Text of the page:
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Art Practice

As an artist/researcher/educator, I approach drawing as a way to conduct research across disciplines. To me, drawing is a means of exploring the natural world through observation and mark-making. It allows me to closely examine everything around me, including myself, and to express these observations through the making of marks.

I use natural pigments to create watercolor paint, pastels, and other drawing tools. When I work with these pigments, I am fascinated by the unexpected fragments that emerge when colors mix on surfaces, and the unique life that these traces take on.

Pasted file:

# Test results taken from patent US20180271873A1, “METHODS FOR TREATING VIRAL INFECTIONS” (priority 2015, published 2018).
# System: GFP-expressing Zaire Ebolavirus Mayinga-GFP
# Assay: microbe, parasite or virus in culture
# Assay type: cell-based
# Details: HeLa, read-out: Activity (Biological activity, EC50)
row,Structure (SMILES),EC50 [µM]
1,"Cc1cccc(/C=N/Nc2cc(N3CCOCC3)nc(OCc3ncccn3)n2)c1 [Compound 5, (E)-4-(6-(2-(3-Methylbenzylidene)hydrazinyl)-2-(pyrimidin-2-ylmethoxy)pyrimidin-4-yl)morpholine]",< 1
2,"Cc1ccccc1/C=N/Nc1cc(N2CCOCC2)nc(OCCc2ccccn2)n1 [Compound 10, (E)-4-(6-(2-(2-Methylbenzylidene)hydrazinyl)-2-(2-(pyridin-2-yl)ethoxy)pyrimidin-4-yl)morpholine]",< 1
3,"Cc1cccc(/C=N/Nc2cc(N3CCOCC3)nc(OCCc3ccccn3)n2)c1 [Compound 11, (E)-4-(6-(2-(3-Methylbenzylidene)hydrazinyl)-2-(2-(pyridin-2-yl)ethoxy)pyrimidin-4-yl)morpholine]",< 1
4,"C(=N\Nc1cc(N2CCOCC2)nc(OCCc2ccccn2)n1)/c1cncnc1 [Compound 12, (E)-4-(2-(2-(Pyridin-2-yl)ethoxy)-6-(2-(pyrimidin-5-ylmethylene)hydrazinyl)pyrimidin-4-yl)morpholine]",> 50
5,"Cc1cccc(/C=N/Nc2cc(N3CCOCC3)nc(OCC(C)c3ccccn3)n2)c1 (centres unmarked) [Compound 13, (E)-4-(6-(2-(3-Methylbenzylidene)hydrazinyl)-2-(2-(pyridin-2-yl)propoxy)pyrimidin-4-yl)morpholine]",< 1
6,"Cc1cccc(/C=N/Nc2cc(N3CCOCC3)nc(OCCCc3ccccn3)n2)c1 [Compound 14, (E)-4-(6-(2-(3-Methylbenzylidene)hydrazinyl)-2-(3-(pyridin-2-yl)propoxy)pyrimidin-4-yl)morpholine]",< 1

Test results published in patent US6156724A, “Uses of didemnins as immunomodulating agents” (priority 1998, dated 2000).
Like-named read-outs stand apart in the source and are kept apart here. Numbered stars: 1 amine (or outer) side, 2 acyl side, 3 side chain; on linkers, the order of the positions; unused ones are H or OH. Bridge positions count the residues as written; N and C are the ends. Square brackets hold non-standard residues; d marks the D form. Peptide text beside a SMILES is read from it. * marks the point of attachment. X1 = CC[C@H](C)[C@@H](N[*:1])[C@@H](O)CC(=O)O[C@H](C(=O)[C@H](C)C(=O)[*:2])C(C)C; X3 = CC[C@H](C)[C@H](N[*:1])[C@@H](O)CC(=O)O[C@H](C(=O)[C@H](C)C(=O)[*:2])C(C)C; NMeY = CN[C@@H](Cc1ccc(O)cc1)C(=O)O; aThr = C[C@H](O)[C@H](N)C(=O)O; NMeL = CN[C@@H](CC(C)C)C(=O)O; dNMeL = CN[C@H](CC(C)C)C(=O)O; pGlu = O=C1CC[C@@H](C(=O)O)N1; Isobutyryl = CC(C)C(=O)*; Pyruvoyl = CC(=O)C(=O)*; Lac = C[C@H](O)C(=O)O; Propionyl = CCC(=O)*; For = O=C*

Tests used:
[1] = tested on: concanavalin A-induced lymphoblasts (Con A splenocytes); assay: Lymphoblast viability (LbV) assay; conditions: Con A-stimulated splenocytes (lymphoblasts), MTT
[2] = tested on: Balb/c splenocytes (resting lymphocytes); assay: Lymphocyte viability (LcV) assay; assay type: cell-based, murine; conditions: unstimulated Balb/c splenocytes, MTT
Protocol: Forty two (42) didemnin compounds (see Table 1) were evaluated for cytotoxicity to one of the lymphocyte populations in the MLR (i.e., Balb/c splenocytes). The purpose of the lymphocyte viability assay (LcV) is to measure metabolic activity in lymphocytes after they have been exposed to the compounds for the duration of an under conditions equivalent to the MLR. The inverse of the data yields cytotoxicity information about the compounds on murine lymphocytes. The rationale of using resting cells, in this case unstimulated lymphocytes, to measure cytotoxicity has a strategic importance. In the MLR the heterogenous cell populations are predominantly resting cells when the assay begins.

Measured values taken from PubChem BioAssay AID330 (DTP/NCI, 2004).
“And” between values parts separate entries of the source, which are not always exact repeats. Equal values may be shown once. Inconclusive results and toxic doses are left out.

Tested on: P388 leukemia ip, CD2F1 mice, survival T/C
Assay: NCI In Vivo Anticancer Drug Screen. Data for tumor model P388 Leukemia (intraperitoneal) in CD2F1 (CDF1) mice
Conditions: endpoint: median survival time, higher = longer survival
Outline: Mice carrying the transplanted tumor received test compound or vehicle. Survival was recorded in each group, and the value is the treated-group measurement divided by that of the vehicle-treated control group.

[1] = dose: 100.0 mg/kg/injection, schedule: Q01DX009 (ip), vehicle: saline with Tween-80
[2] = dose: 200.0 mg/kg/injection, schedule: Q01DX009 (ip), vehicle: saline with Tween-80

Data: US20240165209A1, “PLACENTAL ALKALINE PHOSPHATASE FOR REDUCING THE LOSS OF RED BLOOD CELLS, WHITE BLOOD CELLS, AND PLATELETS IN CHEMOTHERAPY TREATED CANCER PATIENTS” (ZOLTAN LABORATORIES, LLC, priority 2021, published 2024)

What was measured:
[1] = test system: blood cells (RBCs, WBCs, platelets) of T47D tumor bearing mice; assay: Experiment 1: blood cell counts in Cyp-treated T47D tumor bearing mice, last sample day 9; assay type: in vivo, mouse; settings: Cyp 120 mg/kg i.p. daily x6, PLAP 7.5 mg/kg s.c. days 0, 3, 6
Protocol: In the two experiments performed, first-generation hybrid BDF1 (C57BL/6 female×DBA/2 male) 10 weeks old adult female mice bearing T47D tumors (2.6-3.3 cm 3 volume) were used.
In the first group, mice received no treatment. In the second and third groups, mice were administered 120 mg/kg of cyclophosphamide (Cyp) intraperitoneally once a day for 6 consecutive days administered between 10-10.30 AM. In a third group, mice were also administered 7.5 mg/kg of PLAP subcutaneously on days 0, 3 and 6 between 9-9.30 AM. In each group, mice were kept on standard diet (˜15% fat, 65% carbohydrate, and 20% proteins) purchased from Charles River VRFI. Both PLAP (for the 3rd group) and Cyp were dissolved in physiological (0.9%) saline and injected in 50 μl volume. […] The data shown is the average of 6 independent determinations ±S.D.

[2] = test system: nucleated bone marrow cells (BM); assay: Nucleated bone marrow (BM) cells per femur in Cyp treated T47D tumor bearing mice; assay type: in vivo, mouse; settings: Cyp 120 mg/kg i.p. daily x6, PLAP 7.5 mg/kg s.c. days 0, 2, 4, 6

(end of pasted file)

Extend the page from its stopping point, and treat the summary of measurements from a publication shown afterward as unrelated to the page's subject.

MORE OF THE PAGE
Drawing also allows me to explore the relationships between different research practices. By mirroring natural formations, such as roots, with research inquiries, I am able to make visible the intersections of subjects, people, and contexts. This process helps me to better understand the interconnectedness of various fields and to reflect this understanding in my art.

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